Lebanese mental health patients struggle without medicine
"It would be better for me if I died. Even if the doctor told me right now that I have cancer, I'll probably get a bottle of whiskey and drink it all while waiting to die," 42-year-old Bilal tells The New Arab. "After the August 4 blast in Beirut, I lost all hope and my depression worsened, after years of progress, it all came back after the port explosion."
Bilal used to function normally while on his medication, Prozac, but since being unable to find it in local pharmacies, he has chosen to not leave his house unless he was absolutely forced to, as a way to limit outside triggers.
As the situation in Lebanon worsens due to many economic factors, the mentally ill have become the latest victims of the crisis.
Pharmacies have emptied their shelves of psychotropic medications and the ill are left with little to no choice to make. Some chose to lower their daily dosage, others relied on relatives and friends abroad to pack them in their bags and the rest looked on social media for help.
Hospitals in Lebanon have now become a luxury people can not afford. Many are charging high deposits or have limited the number of empty beds
Pages such as "medsforleb" and "medwatchlb" were created to help people in need locate the medicine they're looking for. Hassan, 35, successfully located his anti-depressant "Zoloft", after noticing the worrying behaviour from pharmacists since March.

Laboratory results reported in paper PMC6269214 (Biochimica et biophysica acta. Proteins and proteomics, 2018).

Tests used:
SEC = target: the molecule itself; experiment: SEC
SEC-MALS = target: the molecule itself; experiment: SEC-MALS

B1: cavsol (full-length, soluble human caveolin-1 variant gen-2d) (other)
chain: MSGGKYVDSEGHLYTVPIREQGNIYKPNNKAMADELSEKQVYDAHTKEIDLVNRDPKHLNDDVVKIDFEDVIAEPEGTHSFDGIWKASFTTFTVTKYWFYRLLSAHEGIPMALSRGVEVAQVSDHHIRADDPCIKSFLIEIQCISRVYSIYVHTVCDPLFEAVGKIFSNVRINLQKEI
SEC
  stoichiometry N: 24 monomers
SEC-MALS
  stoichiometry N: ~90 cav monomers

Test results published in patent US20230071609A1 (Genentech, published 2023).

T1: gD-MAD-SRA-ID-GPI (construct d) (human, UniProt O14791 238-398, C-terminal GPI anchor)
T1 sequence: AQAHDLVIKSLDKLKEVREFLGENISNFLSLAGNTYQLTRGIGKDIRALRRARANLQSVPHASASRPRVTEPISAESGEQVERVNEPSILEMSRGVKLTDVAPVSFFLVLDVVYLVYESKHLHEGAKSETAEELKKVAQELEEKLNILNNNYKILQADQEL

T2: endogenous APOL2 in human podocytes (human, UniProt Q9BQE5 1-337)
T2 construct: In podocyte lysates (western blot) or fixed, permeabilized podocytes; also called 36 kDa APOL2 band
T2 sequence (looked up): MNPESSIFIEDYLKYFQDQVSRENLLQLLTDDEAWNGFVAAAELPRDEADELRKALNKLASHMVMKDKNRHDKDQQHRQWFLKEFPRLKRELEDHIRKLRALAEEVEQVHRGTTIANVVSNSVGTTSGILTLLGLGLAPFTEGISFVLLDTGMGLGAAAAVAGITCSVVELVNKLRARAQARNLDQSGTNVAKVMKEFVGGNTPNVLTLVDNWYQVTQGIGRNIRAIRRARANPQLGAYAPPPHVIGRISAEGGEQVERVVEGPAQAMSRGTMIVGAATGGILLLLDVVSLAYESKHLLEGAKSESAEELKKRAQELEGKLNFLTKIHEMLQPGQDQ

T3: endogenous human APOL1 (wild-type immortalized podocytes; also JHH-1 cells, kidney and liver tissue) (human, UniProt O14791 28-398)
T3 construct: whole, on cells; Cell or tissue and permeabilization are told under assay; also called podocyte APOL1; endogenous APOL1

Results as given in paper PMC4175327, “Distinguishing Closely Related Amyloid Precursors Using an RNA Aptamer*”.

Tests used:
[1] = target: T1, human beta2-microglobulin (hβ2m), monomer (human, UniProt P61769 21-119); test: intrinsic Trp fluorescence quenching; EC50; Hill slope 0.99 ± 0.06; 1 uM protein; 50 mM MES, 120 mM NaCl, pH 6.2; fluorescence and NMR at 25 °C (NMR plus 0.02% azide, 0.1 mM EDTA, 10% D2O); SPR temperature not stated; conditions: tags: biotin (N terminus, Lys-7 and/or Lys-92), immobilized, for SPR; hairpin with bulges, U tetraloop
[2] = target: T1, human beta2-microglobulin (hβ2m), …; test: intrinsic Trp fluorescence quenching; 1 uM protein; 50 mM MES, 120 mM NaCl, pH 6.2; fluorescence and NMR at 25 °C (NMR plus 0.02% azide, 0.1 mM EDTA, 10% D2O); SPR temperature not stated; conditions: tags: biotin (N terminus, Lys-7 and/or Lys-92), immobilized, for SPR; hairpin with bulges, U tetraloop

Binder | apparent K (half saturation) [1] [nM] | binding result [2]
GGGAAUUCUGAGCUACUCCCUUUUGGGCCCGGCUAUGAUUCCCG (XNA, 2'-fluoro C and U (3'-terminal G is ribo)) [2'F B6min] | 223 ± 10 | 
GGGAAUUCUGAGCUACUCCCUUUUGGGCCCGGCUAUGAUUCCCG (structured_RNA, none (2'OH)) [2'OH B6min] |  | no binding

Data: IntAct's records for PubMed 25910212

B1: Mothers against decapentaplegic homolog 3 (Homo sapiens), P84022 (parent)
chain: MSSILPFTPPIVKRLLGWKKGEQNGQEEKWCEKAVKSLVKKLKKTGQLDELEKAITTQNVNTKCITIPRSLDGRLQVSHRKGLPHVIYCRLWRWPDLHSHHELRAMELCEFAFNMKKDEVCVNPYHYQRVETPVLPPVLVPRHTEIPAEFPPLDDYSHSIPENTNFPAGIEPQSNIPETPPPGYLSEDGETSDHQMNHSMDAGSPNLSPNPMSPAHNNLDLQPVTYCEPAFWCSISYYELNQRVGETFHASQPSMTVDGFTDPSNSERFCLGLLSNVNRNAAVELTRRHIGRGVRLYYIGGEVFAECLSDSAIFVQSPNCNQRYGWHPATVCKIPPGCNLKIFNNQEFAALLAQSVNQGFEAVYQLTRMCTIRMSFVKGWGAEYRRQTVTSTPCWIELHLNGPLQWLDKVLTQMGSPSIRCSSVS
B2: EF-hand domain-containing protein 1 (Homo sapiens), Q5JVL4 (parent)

"I would tell them to give me three boxes but they'd give me only one, so this is when I knew something was off," he told The New Arab.
Hassan's anxiety first got bad after the 2019 revolution. This made him completely reliable on his medicine but he and many others are aiming to completely get off them soon enough as the uncertainty of drugs shortages has left Lebanese mental health at risk of spiralling down even more.
"I used to take one pill per day, but now I'm down to two pills per week and the plan is to completely stop because it's not known when it's going to be available again nor its future price range. So I'm forced to do so, regardless of how my depression will manifest after that," Bilal explained.
For Joseph El Khoury, President-Elect of the Lebanese Psychiatric Society, those with anxiety and depression were still capable of managing their daily activities but many with more severe disorders began to be admitted to hospitals – which have now become a luxury people can not afford. Many are charging high deposits or have limited the number of empty beds.
El Khoury stressed the importance of hospitalisation for those with uncontrollable symptoms (OCD, psychosis, hallucinations, schizophrenia etc.), to help protect them and those around them, especially if they present dangerous behaviour. "These are the ones who can't function without medication and they are the ones that most concern us," he told The New Arab.
Therapists and psychiatrists have taken matters into their own hands and are doubling their efforts to contain the situation. Some try to see their patients more frequently or connect with the families, others try to reach out to find the necessary medication.
"We talk to companies, pharmacies, or to some doctors we know that have resources, or we talk to people abroad," he explained.
Despite their efforts, therapy has now become unaffordable as some therapists charge 5-6 times their original price before the economic crisis, leaving many without the needed treatment.
"We've been receiving more calls lately related to the blast," Christine El Zein, lifeline supervisor at Embrace, a Lebanese NGO that offers mental health services including a suicide hotline, told The New Arab. "Trauma doesn't have to show up immediately, sometimes it can take up to a year to surface."